The Quiet Skies Coalition members and supporters gathered for a rally at in Wainscott on Sunday afternoon, amidst the hustle and bustle on a busy Sunday afternoon.
Members stood on the road, and also be the terminal, where pilots and limo drivers were mulling about and several passengers getting on and off helicopters, sea planes, and private jets were to forced to walk by the crowd with signs like, "Sag Harbor residents want peace & quiet" and " = no noise mitigation POWER," residents from Noyac to East Hampton lobbied for curfews and varied routes.
Residents of the Town of Southampton, particularly those in Sagaponack, Bridgehampton, Sag Harbor and Noyac, and the North Fork have been impacted by the July 14 helicopter route change, which directs helicopter traffic to and from the airport, over Jessup's Neck.
The coalition has asked that the old route over Northwest Creek be reinstated, as it had been used for the last several years. No decision has been made yet and won't be, the group says, until after the season is over and the complaints have been analyzed.
Two days later, the coalition announced a rally was organized. They was careful to keep the amount of protestors to under 50 so that no permit was necessary, according to Kathy Cunningham, the executive director. stood by.
In the meantime, Robert Lazar said living in Noyac with a constant flow of helicopters overhead is like being in Kandahar, Afghanistan. "It's like they're landing and we're under attack," he said.
Bob Malafronte, who lives in the Mt. Misery section of Sag Harbor, said he counted 45 helicopters on the Saturday before the protest and said they were still landing at a quarter to midnight. "Our company left last week it was so bad," he said, adding that the past two to three years have been "liveable," and now everything's changed.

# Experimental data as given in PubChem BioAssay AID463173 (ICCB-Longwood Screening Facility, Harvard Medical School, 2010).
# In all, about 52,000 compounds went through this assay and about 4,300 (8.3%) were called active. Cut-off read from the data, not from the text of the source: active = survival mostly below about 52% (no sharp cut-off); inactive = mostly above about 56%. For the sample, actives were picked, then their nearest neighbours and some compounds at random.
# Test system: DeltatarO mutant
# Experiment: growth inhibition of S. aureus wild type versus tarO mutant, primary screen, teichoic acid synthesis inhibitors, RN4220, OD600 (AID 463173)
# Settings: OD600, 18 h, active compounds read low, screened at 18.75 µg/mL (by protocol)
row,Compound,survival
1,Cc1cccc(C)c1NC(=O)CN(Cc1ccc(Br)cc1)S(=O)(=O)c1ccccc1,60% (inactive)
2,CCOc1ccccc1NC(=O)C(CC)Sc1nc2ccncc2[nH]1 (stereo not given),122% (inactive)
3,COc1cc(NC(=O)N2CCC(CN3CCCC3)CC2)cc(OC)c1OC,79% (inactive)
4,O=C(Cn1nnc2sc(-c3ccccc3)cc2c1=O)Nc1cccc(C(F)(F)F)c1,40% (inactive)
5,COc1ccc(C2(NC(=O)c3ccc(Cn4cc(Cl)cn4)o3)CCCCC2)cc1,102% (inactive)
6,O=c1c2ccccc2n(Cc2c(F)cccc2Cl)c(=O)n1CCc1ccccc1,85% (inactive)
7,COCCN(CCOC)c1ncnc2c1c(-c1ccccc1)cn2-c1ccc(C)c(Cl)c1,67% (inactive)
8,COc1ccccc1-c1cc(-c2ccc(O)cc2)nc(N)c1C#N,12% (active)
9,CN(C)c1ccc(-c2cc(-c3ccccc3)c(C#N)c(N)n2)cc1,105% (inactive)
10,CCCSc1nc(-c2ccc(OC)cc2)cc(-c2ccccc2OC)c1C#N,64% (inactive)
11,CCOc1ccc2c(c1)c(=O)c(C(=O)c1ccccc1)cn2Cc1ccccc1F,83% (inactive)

His wife, Dorothy Malafronte, said the helicopters should fly different routes, but fears the mansions are being protected. "They're not going to go over Bloomberg's house that's for sure," she said.
Judith Axelrod said the noise from the choppers overhead have given her a headache and prevent her from sitting in her backyard at her home in Noyac, where she has lived for 14 years.
Sitting on a bench just outside the airport building, she held a sign that read simply, "Please Vary Routes." She said she's realistic. "I can't stop it. It's a free country. I just want them to vary the routes."
The group also claims that the route is overcrowded and dangerous.
"QSC was copied on a noise complaint sent to EH Airport which advised of a near-miss collision between two commuter helicopters on Thursday, Aug. 16, around 5:30 p.m., over the power line flight path towards Jessup's Neck," an email from the group states. "The resident observed these two aircraft flying far below the recommended altitude and not more than 50 - 75 feet apart. One helicopter was flying directly into the western sun, likely impeding the pilots vision."
"Eyewitness reports are notoriously inaccurate," Airport Manager Jim Brundige said on Monday, adding that the person on the ground is not privy to the communication between the pilots and/or the control tower. He said neither the control tower, nor the pilots reported any such incident. However, he said, the alleged incident location was outside the airport's control zone.
How has the new helicopter route impacted you over the past month? Please tell us in the comments and be sure to say in which hamlet you live. Thank you.